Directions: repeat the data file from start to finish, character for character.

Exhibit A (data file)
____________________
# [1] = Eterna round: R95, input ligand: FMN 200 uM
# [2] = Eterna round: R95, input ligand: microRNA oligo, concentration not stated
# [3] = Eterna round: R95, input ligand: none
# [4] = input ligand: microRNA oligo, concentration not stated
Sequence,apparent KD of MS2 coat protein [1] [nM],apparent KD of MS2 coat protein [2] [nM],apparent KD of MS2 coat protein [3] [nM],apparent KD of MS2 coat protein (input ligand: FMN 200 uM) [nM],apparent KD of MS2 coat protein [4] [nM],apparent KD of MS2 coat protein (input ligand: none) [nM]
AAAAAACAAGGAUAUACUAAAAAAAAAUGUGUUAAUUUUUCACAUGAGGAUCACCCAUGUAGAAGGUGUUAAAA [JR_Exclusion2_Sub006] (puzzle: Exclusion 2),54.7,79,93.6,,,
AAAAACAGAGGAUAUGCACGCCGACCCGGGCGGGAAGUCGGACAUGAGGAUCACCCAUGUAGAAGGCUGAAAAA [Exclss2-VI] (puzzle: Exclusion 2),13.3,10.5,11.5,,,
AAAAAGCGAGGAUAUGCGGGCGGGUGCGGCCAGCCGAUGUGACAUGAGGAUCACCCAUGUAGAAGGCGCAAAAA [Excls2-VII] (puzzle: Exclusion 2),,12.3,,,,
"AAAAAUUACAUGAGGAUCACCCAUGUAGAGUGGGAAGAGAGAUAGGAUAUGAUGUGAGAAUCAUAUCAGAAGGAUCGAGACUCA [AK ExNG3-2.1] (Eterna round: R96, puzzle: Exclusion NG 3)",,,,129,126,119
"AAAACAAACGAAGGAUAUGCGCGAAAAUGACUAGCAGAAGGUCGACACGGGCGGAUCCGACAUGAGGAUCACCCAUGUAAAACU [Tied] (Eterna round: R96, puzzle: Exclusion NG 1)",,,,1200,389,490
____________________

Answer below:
# [1] = Eterna round: R95, input ligand: FMN 200 uM
# [2] = Eterna round: R95, input ligand: microRNA oligo, concentration not stated
# [3] = Eterna round: R95, input ligand: none
# [4] = input ligand: microRNA oligo, concentration not stated
Sequence,apparent KD of MS2 coat protein [1] [nM],apparent KD of MS2 coat protein [2] [nM],apparent KD of MS2 coat protein [3] [nM],apparent KD of MS2 coat protein (input ligand: FMN 200 uM) [nM],apparent KD of MS2 coat protein [4] [nM],apparent KD of MS2 coat protein (input ligand: none) [nM]
AAAAAACAAGGAUAUACUAAAAAAAAAUGUGUUAAUUUUUCACAUGAGGAUCACCCAUGUAGAAGGUGUUAAAA [JR_Exclusion2_Sub006] (puzzle: Exclusion 2),54.7,79,93.6,,,
AAAAACAGAGGAUAUGCACGCCGACCCGGGCGGGAAGUCGGACAUGAGGAUCACCCAUGUAGAAGGCUGAAAAA [Exclss2-VI] (puzzle: Exclusion 2),13.3,10.5,11.5,,,
AAAAAGCGAGGAUAUGCGGGCGGGUGCGGCCAGCCGAUGUGACAUGAGGAUCACCCAUGUAGAAGGCGCAAAAA [Excls2-VII] (puzzle: Exclusion 2),,12.3,,,,
"AAAAAUUACAUGAGGAUCACCCAUGUAGAGUGGGAAGAGAGAUAGGAUAUGAUGUGAGAAUCAUAUCAGAAGGAUCGAGACUCA [AK ExNG3-2.1] (Eterna round: R96, puzzle: Exclusion NG 3)",,,,129,126,119
"AAAACAAACGAAGGAUAUGCGCGAAAAUGACUAGCAGAAGGUCGACACGGGCGGAUCCGACAUGAGGAUCACCCAUGUAAAACU [Tied] (Eterna round: R96, puzzle: Exclusion NG 1)",,,,1200,389,490